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Generation Aami (Generation “I”) is a Bengali coming-of-age movie. It revolves around Apu, a tenth standard student in Kolkata, and his cousin sister Durga, visiting from Delhi. Apu’s parents put a lot of pressure on him to study, perform well in his board exams, join the science stream, and clear the Joint Entrance Exam (JEE). His parents disciplined him excessively and gave him little freedom to do as he liked. As a result, he felt as if he had not quite grown up. He loved to write music, play guitar, and sing, but was harshly discouraged from doing so.
While Apu’s parents worried about him too much, Durga’s parents completely washed their hands of her. They turned a blind eye to her struggles, pretending her depression had nothing to do with them. They sent her to Kolkata, because word had gotten around that she was receiving psychiatric treatment. Whenever she called them, they would hastily hang up. Her mother would say she was busy, while her father would say that the network was bad. When she said her maternal uncle had molested her, her mother refused to believe it.
Durga and Apu had been brought in considerably different households. She impressed Apu by talking back to his mother, and her aunt at the dinner table, something he would have never dared to do. It seemed she could act exactly as she liked. An unlikely friendship blossomed between them, as Apu was the only person who asked Durga why she tried to kill herself once. Soon, Apu was breaking away from the obedient, submissive son he was accustomed to being. He started breaking the rules set out by his parents. By encouraging him to talk to his crush Piya and to play at his school’s open-mic music festival, Durga helped Apu find his voice. On her birthday, on the pretext of buying herself a present, she bought him a guitar. She urged him to get a piercing.
Durga’s parents completely washed their hands of her. They turned a blind eye to her struggles, pretending her depression had nothing to do with them.
Durga was undergoing treatment for clinical depression in Delhi, while she was sent to Kolkata. She refrained from taking her prescribed pills as the side effects were quite difficult. She also stopped going for counseling. Her condition worsened. Her boyfriend Sourav refrained from speaking to her on the phone. When she decided to call him and confess her love, his wife picked up the phone. Remembering Apu’s mother’s words, Durga called her parents, who for one last time evaded her calls. She decided to end her life by jumping off a building, and this time succeeded.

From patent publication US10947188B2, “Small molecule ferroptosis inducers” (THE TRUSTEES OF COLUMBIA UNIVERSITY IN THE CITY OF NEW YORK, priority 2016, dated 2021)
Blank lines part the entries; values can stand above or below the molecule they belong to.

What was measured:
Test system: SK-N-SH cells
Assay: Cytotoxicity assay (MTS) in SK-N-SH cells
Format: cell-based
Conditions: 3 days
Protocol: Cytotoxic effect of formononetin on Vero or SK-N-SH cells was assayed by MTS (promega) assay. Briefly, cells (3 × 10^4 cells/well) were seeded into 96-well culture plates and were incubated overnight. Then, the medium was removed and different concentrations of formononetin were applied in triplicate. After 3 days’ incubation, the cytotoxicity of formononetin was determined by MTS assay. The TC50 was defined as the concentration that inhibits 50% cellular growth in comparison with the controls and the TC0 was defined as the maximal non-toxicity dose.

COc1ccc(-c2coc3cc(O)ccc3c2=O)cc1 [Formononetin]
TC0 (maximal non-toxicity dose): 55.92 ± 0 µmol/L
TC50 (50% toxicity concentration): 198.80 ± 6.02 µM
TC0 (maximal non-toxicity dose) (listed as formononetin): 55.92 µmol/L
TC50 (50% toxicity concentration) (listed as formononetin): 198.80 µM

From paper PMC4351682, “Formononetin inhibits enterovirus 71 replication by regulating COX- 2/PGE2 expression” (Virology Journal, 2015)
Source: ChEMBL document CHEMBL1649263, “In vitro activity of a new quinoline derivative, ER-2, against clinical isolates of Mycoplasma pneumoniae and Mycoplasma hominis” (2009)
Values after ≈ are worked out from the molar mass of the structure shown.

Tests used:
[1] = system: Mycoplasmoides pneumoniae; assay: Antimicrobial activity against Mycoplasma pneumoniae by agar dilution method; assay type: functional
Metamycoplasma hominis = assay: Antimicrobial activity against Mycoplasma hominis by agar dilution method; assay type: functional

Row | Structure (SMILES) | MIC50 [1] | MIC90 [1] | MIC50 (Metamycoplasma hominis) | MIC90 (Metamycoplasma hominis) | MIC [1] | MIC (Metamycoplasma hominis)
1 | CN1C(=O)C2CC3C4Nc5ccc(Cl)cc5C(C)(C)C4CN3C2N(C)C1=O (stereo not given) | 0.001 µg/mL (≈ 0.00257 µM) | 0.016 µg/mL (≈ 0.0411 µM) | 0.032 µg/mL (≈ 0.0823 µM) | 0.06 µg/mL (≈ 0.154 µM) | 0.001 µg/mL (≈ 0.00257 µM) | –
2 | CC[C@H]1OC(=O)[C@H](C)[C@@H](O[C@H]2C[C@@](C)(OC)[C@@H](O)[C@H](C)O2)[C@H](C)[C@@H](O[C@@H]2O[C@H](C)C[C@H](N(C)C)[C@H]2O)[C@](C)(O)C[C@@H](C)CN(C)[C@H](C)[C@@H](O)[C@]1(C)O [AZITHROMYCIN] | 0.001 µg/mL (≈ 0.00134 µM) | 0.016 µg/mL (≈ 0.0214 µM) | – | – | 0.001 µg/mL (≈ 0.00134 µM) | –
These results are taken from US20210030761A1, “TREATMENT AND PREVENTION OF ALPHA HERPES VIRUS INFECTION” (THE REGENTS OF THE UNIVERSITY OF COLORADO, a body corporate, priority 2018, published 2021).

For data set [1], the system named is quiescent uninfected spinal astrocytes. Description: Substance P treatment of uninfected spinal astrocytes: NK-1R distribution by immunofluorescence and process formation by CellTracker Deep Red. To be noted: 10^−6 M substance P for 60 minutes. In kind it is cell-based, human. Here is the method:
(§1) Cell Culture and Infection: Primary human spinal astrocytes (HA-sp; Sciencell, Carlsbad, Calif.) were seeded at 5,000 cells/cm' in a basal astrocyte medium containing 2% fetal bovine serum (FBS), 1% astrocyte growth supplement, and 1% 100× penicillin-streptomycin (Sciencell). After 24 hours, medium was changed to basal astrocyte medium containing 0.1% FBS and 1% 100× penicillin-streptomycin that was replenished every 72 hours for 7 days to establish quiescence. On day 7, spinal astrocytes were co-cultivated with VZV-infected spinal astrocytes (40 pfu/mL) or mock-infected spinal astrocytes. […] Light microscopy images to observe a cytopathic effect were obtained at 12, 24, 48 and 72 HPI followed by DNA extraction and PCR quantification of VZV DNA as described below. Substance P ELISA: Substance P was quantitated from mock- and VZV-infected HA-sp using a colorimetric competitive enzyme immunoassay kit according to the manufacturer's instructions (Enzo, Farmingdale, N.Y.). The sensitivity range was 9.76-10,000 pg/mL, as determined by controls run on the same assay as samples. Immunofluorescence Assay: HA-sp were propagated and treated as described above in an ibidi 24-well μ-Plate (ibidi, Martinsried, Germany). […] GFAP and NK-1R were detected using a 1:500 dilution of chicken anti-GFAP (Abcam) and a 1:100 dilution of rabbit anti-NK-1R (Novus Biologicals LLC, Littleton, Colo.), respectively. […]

Apu’s father felt that Durga’s suicide was an act of selfishness, and that she acted irresponsibly. This sparked a confrontational exchange between Apu and his father. Apu accused his father of caring about IIT, only for the sake of the family’s image. In response, his father says that all he wants is that Apu does not end up struggling for money as he is. Apu asserted his right to pursue music if he chooses. He disobeyed his father, and decides to perform at the Gaanwala.
Apu’s grandmother reminded her son that he too was once passionate about music, and that he could not have performed as well on stage if she had not been there to cheer him on. This urged Apu’s parents to quickly get ready and go watch him perform. His performance brings a tear to Piya’s eye. The movie ends with a sequence from a year later, when Apu ties a letter to Durga to a set of balloons, and releases it into the sky. He had grown up, taken the science stream, and decided to write the JEE, while also pursuing music seriously.
Generation Aami depicts the generation gap in a manner which does justice to both sides of the story. It illuminates the anxieties surrounding the future forced upon students appearing for the board examinations by parents who are convinced that a good education is a recipe to a good life. The fissure between
Generation Aami illuminates the anxieties surrounding the future forced upon students appearing for the board examinations by parents who are convinced that a good education is a recipe to a good life.
At every step, Generation Aami casually exposes the hypocrisy implicit in the stigmas imposed by society. It also exposes veiled misogyny in the exchanges between Apu’s parents, where Apu’s father shifts the entire parental responsibility for Apu’s mistakes upon his mother, referring to Apu as “your son”. Despite all this, the movie does not vilify Apu’s father, but rather, portrays him as a product of the circumstances of his life. Such a portrayal of characters encourages insightful empathy from viewers.
Most importantly, Generation Aami depicts a person with depression in a positive and agentic manner. Even
The movie offers a nuanced exploration of the psychosocial factors contributing to depression. In doing so, it somewhat criticises the over-medicalisation of depression, yet not at the risk of its complete de-medicalisation. Some questions surrounding mental health remain unresolved, such as the question of side effects, and the overpowering feeling of helplessness.
Watching the movie, I laughed and cried in equal measure. The soundtrack, which may be described as glocal resonates the emotional tenor of the movie. It gives an aural expression to Apu’s aspirations. The movie encourages us to reflect on several taken-for-granted social issues which we may encounter at some point in our lives. We become aware of how not to treat a person with depression. In conclusion, one can hope that mental illness will be portrayed in a more authentic and equally empathetic manner in movies to come.
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